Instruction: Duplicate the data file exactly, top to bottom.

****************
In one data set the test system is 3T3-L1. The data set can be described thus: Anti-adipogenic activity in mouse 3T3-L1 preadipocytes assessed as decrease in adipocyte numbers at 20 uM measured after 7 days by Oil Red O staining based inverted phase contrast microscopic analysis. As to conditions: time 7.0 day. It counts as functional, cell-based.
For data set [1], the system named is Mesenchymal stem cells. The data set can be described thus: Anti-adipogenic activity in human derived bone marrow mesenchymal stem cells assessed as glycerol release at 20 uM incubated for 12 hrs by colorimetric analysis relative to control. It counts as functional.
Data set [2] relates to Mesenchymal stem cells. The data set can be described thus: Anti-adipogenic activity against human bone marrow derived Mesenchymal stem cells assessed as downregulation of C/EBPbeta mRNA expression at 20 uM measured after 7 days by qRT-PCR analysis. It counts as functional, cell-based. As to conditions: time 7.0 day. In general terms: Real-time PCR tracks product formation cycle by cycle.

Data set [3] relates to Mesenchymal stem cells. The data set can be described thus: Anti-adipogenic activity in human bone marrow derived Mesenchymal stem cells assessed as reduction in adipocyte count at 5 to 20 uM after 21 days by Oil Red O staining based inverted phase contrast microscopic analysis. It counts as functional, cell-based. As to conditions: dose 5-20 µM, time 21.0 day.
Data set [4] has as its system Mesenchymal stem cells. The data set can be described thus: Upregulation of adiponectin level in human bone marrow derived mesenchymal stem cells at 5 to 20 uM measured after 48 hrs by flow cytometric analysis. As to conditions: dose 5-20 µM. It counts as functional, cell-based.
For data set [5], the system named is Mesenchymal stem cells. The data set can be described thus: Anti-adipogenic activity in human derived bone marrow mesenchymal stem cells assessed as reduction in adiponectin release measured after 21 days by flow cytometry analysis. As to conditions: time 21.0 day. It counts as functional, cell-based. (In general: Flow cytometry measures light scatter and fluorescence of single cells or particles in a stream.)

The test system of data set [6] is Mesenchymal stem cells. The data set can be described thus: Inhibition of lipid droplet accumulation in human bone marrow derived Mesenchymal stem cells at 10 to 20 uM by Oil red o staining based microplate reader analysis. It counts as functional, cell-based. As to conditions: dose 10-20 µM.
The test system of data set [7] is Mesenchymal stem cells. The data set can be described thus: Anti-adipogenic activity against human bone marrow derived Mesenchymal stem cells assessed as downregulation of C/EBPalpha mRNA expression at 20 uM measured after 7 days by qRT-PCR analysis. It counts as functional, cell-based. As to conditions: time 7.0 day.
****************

In one data set the test system is 3T3-L1. The data set can be described thus: Anti-adipogenic activity in mouse 3T3-L1 preadipocytes assessed as decrease in adipocyte numbers at 20 uM measured after 7 days by Oil Red O staining based inverted phase contrast microscopic analysis. As to conditions: time 7.0 day. It counts as functional, cell-based.
For data set [1], the system named is Mesenchymal stem cells. The data set can be described thus: Anti-adipogenic activity in human derived bone marrow mesenchymal stem cells assessed as glycerol release at 20 uM incubated for 12 hrs by colorimetric analysis relative to control. It counts as functional.
Data set [2] relates to Mesenchymal stem cells. The data set can be described thus: Anti-adipogenic activity against human bone marrow derived Mesenchymal stem cells assessed as downregulation of C/EBPbeta mRNA expression at 20 uM measured after 7 days by qRT-PCR analysis. It counts as functional, cell-based. As to conditions: time 7.0 day. In general terms: Real-time PCR tracks product formation cycle by cycle.

Data set [3] relates to Mesenchymal stem cells. The data set can be described thus: Anti-adipogenic activity in human bone marrow derived Mesenchymal stem cells assessed as reduction in adipocyte count at 5 to 20 uM after 21 days by Oil Red O staining based inverted phase contrast microscopic analysis. It counts as functional, cell-based. As to conditions: dose 5-20 µM, time 21.0 day.
Data set [4] has as its system Mesenchymal stem cells. The data set can be described thus: Upregulation of adiponectin level in human bone marrow derived mesenchymal stem cells at 5 to 20 uM measured after 48 hrs by flow cytometric analysis. As to conditions: dose 5-20 µM. It counts as functional, cell-based.
For data set [5], the system named is Mesenchymal stem cells. The data set can be described thus: Anti-adipogenic activity in human derived bone marrow mesenchymal stem cells assessed as reduction in adiponectin release measured after 21 days by flow cytometry analysis. As to conditions: time 21.0 day. It counts as functional, cell-based. (In general: Flow cytometry measures light scatter and fluorescence of single cells or particles in a stream.)

The test system of data set [6] is Mesenchymal stem cells. The data set can be described thus: Inhibition of lipid droplet accumulation in human bone marrow derived Mesenchymal stem cells at 10 to 20 uM by Oil red o staining based microplate reader analysis. It counts as functional, cell-based. As to conditions: dose 10-20 µM.
The test system of data set [7] is Mesenchymal stem cells. The data set can be described thus: Anti-adipogenic activity against human bone marrow derived Mesenchymal stem cells assessed as downregulation of C/EBPalpha mRNA expression at 20 uM measured after 7 days by qRT-PCR analysis. It counts as functional, cell-based. As to conditions: time 7.0 day.